Medications: Too Much of a Good Thing?

Medications are good for you – right? “Take this prescription, it will make you feel better or live longer.” Will it? If your head is already spinning do not fret. Doctors are confused too. Your heart specialist gave you two new drugs to take, and one more from the urologist, and another two from the diabetes specialist. That does not even include what your primary care doctor is prescribing.

Trouble is, most scientific studies develop treatment guidelines based on test subjects who may not resemble the typical older adult who suffers from many illnesses and takes even more medications. These sicker folks are usually left out of studies because they are too complicated.

So when a doctor tells you, “take this blood pressure pill to lower your pressure further” it might do its job so well that you fall over from low blood pressure. Will long-term benefits of lowering cholesterol make a difference in a 90 year-old who doesn’t necessarily have “long-term” to live? Do the side effects of loss of appetite and stomach upset negate the questionable benefits of memory medications? Be aware of myth #8 from the Alzheimer’s Association web site:

Myth 8: There are treatments available to stop the progression of Alzheimer’s disease

“At this time, there is no treatment to cure, delay or stop the progression of Alzheimer’s disease. FDA-approved drugs temporarily slow worsening of symptoms for about 6 to 12 months, on average, for about half of the individuals who take them.”

And then there is the cost to consider.

A recent report, in fact, found that bad reactions to medication lead to 1.1 million emergency department visits every year. What’s more, about one third of these folks who are over age 50 get admitted into the hospital! A 2011 report from the Agency for Healthcare Research and Quality (AHRQ) found that bad reactions to medication has increased 50% in recent years, leading to over 2.7 million hospitalizations or emergency room visits. Some of the worst culprits were antibiotics, valium-like drugs, narcotic pain medication, insulin, blood thinners, steroids and heart medications.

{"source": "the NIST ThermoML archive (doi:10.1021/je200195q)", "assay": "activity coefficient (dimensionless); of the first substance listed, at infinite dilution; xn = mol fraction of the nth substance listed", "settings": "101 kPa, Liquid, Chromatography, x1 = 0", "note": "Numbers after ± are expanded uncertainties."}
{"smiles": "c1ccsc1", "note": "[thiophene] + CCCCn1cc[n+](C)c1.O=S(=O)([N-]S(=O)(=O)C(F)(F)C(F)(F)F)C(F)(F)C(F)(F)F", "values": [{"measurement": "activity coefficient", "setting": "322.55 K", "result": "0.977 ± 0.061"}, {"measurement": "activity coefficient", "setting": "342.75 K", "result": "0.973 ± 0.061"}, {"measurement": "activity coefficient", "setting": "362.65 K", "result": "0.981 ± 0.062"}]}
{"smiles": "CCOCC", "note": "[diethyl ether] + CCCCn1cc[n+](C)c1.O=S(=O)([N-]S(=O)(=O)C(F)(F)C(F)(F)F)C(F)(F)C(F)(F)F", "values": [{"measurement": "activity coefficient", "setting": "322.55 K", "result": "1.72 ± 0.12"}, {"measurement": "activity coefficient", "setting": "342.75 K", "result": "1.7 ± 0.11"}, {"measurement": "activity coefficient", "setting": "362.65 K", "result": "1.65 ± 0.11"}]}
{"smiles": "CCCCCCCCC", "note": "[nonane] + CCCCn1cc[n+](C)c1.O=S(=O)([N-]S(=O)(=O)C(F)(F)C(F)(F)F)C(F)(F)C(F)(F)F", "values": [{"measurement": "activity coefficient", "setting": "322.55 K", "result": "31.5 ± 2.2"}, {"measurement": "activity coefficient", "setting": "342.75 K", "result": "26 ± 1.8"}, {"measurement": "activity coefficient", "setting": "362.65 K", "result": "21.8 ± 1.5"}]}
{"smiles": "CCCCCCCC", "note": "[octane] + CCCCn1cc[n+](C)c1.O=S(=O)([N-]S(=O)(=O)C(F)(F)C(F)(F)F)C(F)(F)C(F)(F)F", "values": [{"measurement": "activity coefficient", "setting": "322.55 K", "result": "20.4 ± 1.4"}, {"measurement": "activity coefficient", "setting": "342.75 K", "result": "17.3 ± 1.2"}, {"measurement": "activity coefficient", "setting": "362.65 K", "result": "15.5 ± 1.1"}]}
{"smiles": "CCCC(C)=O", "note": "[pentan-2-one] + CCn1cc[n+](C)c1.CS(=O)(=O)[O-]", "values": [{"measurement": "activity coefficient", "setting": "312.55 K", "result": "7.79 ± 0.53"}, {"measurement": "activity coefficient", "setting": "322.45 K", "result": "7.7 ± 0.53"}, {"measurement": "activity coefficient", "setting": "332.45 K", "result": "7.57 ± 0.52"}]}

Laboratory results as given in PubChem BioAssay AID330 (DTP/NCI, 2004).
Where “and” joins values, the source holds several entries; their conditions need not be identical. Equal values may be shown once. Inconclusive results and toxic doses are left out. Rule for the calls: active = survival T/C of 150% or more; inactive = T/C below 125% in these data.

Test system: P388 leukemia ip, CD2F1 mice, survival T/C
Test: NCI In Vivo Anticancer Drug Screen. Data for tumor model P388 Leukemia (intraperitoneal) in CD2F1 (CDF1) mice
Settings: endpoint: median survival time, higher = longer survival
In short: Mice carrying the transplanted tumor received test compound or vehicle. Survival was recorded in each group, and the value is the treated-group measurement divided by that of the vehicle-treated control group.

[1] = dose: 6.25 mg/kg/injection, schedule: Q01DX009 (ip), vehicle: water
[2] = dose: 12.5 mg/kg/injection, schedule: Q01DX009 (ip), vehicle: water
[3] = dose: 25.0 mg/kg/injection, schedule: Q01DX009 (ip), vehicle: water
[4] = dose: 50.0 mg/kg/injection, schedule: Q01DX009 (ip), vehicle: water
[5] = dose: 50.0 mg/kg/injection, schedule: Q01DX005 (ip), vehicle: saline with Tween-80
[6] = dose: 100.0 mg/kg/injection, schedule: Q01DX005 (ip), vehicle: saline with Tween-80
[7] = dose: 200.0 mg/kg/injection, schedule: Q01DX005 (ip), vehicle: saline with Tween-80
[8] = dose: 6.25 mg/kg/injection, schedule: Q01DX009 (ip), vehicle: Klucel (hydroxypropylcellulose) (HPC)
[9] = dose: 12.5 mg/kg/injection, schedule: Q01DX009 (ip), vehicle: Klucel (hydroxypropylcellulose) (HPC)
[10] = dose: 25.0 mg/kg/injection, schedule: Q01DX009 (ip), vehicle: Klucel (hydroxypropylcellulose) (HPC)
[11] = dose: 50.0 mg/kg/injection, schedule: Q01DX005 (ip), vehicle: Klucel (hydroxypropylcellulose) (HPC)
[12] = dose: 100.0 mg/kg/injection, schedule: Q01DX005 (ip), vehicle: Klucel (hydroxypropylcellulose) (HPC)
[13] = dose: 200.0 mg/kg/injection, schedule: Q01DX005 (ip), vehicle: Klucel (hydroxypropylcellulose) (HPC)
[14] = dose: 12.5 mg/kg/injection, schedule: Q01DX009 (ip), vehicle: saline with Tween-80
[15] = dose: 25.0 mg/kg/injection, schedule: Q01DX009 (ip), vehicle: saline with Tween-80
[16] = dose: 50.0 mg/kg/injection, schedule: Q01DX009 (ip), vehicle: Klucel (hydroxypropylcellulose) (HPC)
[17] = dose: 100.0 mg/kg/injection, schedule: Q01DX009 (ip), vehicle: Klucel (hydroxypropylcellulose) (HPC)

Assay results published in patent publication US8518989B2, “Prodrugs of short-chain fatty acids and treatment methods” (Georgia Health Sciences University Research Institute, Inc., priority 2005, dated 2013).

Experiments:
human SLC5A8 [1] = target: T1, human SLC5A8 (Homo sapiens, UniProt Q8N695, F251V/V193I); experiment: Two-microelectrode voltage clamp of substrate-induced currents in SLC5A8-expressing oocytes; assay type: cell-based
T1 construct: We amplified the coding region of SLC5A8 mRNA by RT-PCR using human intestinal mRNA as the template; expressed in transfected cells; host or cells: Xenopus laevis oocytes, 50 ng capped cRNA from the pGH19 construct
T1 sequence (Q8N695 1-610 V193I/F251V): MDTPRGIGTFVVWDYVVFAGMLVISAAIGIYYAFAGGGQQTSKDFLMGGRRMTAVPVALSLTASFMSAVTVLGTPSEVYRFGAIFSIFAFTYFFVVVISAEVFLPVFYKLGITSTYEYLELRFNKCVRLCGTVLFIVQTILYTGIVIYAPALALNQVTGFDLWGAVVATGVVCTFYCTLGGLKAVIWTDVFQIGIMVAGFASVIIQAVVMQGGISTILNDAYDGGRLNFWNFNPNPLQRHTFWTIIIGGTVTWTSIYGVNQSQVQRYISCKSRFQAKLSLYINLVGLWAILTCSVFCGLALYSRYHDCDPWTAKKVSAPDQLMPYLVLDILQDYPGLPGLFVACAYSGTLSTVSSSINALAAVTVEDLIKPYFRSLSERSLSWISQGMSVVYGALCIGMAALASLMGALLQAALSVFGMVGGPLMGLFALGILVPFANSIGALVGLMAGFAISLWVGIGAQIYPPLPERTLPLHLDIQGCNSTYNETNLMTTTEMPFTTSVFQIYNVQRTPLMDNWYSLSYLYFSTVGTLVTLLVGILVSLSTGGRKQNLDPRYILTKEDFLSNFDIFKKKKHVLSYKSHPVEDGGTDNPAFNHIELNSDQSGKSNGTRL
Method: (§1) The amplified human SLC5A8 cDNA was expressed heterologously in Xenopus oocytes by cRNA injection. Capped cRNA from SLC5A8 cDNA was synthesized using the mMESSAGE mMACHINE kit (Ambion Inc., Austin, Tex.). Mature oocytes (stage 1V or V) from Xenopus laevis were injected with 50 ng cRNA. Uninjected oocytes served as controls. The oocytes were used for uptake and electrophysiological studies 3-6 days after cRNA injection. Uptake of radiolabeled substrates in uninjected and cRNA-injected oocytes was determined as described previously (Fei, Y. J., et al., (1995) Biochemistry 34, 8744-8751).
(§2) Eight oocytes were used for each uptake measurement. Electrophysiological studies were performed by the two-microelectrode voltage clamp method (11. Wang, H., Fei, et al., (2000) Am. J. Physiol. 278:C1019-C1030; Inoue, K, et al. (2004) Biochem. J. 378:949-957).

Several studies have found one simple red flag for increased risk of bad reactions to medications: The more medications, the greater the risk. Sometimes things are clear and simple.

Sources

  1. Adverse reactions to medications account for over 1.1 million emergency department visits by older Americans each year. http://www.oas.samhsa.gov/2k11/DAWN013/AdverseReactionsOlderAdults_HTML.pdf
  2. Alzheimer Mythshttp://www.alz.org/alzheimers_disease_myths_about_alzheimers.asp
  3. “Primary care clinicians' experiences with treatment decision making for older persons with multiple conditions.” Arch Intern Med. 2011 Jan 10;171(1):75-80.
  4. “The relationship between number of medications and weight loss or impaired balance in older adults.” J Am Geriatr Soc. 2004 Oct;52(10):1719-23.
  5. Medication Side Effects, Injuries, Up Dramatically. AHRQ News and Numbers, April 13, 2011. Agency for Healthcare Research and Quality, Rockville, MD. http://www.ahrq.gov/news/nn/nn041311.htm